Laughter may or may not be the best medicine, but it's what I craved over this past winter, especially during the holidays. I had many January plane rides as well this year, and comedy is of the essence when trapped on a plane. All of these have strong YA crossover appeal, and, I have to say, if you gave something like Moranthology to your 17-year-old niece, you'd probably be about the coolest aunt in existence. Here's a sampling of what I read:
Girl Walks Into a Bar by Rachel Dratch
Part comedy and part memoir, this is about Rachel Dratch after the TV appearances dried up. She bemoans the Hollywood looks machine, but she also goes about inventing a remarkably interesting and appealing life for herself.
Moranthology by Caitlin Moran
If you loved How to Be a Woman, then you want More Moran. This is a collection of her essays, and her characteristically smart and cranky British humor is going full force here.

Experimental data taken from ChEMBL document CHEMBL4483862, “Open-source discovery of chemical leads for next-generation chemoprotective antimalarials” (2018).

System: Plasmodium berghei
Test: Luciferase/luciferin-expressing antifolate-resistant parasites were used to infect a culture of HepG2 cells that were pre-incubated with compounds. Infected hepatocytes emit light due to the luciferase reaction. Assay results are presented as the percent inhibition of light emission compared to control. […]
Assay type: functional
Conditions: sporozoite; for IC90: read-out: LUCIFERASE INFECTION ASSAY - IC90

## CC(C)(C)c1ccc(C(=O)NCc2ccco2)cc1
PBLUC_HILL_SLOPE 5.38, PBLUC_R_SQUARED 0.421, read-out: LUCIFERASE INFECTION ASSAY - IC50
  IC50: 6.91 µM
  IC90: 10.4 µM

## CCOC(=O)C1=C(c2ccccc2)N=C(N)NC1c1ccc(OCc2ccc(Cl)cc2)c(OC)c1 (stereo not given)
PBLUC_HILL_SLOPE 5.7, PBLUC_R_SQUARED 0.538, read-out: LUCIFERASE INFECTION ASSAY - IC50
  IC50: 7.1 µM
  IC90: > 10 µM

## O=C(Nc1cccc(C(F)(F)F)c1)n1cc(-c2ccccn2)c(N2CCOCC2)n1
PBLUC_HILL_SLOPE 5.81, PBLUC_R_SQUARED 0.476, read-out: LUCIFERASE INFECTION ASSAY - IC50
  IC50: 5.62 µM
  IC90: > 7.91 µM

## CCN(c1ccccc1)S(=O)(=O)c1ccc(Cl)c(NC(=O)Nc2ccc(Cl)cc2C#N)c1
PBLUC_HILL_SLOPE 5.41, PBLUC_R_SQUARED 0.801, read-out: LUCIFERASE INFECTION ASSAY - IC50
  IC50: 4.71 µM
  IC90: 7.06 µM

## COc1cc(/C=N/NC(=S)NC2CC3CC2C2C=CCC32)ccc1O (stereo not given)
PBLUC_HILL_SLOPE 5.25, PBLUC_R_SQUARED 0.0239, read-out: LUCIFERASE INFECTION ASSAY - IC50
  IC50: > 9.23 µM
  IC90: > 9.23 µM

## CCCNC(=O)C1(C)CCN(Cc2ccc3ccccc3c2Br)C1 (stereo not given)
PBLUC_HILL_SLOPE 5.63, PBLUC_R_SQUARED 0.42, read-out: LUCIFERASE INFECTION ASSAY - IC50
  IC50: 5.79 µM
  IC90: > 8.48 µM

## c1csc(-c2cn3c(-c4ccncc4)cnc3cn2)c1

A Bad Idea I'm About to Do by Chris Gethard
Depression and mental illness are not laughing matters, but Gethard takes it upon himself to laugh at his own bad judgment over the years. He turns the lens on his family and himself, owning some real problems that they have had but also showing how he grew through them, even when he did some really bad ideas.
People are Unappealing by Sara Barron
If you're ready to look back at your younger years as the delusional time they were, this snarky memoir might be for you. From unrealistic dreams of theater success to an unsuccessful waitressing gig at Coyote Ugly in very little clothing, Barron showcases her own raw efforts to grow up. This one has the least YA appeal, except for the terminally snarky, who will probably eat it up.